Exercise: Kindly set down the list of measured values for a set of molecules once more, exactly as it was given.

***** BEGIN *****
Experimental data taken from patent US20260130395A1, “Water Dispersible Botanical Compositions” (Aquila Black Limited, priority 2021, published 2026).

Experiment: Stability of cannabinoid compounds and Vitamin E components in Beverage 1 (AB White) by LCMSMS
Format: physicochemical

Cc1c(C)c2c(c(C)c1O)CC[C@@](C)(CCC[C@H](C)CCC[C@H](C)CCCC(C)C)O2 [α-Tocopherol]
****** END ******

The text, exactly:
Experimental data taken from patent US20260130395A1, “Water Dispersible Botanical Compositions” (Aquila Black Limited, priority 2021, published 2026).

Experiment: Stability of cannabinoid compounds and Vitamin E components in Beverage 1 (AB White) by LCMSMS
Format: physicochemical

Cc1c(C)c2c(c(C)c1O)CC[C@@](C)(CCC[C@H](C)CCC[C@H](C)CCCC(C)C)O2 [α-Tocopherol]